Update: now official:
Ryan Reaves is a polarizing player, and it's therefore fitting that his playing career has two versions, poles apart, there's Vegas and there's not-Vegas.
But to begin at the beginning:
Reaves is 36 years old, listed at 6'2" and 225 lb, and he was drafted in the fifth round back in 2005, the year this year's draftees were born. He was a low-scoring player in the WHL with some PIM, but not always massive numbers for those days where over 200 PIM in a season got you in the top 10.
Reaves played in the AHL for several years before becoming a fulltime NHLer in 2011 (barring the lockout). He has 828 NHL games played, with a PPG rate of .16. I like to look at long-career points rates for a certain type of player on the Roman Polak scale – his career NHL mark is .17.
In St. Louis, where he began, Reaves' penalty rate was at least 1 PIM per game (Michael Bunting's rate) and often as much as 2 PIM per game. In 2017, as the NHL game was changing a great deal, Reaves was traded to the Penguins for Oskar Sundqvist, a feisty player with somewhat more hockey skill, but not a lot more.
Pittsburgh traded Reaves to Vegas a few months later in the complex three-team Derick Brassard deal involving Ottawa. Reaves stayed with Vegas until they unexpectedly traded him to the Rangers in 2021. The Rangers traded him to Minnesota last fall as that team flailed around trying to figure themselves out.
After his first Vegas season, his PIM dropped considerably, below 1 PIM per game, and it's stayed that low through his more recent career. It might be age more than the pace and style of Vegas's play – hard, but not stupid – that changed his game. Although he did score more goals in Vegas than anywhere else, and made more money. They paid him $2.775 million. His two more recent deals have been for $1.75
There are two other poles to his hockey career, a set nearly every non-star player has. His peak age years in St. Louis, when he was 25-27 or so, he had very, very good defensive impacts. He could add a nullification value to a fourth line that at least meant no goals against. That's gone now. His current ability defensively is replacement level, and let's just consider what that actually means.
Replacement level essentially means the big, vast body of players who can play the fourth line, who can be called up from the AHL and be okay, who might be PK specialists who just exist otherwise. He's not a negative impact defensively. He reads offensively about like any other depth player who isn't some ageing scoring star. He's not Jason Spezza in his twilight years. But he is, though. Spezza's final year in the NHL was exactly the same flatline replacement level guy at five-on-five. Spezza could score on the power play a little and did faceoffs in the d-zone to add value, but he was never good at five-on-five at the end.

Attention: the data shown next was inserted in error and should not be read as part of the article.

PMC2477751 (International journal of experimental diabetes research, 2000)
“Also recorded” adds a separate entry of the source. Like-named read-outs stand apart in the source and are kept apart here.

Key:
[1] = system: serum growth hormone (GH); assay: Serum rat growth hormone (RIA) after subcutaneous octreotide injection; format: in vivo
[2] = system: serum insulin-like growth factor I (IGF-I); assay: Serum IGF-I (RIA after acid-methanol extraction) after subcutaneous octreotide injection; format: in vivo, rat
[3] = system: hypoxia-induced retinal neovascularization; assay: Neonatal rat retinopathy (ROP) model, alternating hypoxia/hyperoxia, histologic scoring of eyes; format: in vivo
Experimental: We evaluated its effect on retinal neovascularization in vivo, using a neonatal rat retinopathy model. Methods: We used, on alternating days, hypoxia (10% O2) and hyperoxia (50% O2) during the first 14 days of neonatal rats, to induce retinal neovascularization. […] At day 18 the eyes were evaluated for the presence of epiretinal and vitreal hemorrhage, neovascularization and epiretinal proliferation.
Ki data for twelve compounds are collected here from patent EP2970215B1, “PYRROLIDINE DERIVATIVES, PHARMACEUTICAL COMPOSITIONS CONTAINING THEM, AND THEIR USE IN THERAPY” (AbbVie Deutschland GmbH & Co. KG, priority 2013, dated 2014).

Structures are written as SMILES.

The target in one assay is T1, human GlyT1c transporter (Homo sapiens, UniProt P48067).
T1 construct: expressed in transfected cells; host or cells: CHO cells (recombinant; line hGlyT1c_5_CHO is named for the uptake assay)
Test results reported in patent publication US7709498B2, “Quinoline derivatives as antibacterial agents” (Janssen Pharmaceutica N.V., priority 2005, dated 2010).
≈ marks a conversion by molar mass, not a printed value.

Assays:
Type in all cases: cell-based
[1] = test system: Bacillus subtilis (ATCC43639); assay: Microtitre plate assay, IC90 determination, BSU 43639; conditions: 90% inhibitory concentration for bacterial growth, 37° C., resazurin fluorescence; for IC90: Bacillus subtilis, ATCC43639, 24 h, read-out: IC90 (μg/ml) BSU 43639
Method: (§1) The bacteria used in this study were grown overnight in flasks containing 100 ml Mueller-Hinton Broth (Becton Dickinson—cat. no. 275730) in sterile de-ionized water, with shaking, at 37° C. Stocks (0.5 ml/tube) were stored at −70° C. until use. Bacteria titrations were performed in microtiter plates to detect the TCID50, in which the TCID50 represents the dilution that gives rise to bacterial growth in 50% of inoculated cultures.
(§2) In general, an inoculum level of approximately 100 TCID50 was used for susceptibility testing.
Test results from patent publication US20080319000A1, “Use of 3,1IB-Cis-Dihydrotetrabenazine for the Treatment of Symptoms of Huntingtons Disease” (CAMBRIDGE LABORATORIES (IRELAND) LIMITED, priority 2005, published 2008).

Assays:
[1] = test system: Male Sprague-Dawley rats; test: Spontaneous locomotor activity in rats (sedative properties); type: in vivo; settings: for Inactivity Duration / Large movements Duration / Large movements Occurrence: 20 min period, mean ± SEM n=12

What's Reaves' claim to an NHL job as he eases towards retirement? Well, you know the answer to that. He hits hard, he agitates, he gets in the scrums, he clears the crease. He fires up the boys on the bench (it might not work on you or I, but it does on them a lot of the time – and the crowd). And sometimes he hits dirty. Sometimes he goes too far. He's all the things about Bunting that aren't hockey. He's all the things about hockey that you can get from any number of players for minimum salary. Even at his peak, he didn't ever play off the fourth line and he is many ways one of the last relics of the transition period between fighting and expecting at least some hockey skill in the team tough guy.
At least when he gets suspended it's no great loss.
If you value his optional extra – look, he's like buying a 40 ouncer at the LCBO for the mini-bottle – but if you really like that mini-bottle, you might do the deal. If you don't put any value in his other activities, you'll hate it. He's not yet unplayable, but at his age, he'll get there quick.
I have nothing against the man, but it's an absurd amount to spend for 10 minutes a game and the term is even more absurd for a player his age.
In advance of actually knowing the salary structure, these are the current buyout rules for 35+ contracts, per CapFriendly:
A buyout of a 35+ contract that is two years in length or longer and:
1. Has a signing bonus in the 2nd or later year, OR
2. Is front-loaded
Will not benefit from a reduced cap hit.
The cap hit will remain structured as it was before the buyout. The benefit of a 35+ contract buyout with no cap hit reduction is that the player that the player will not count towards their 23 roster limit, and the salary owed to the player is reduced by 1/3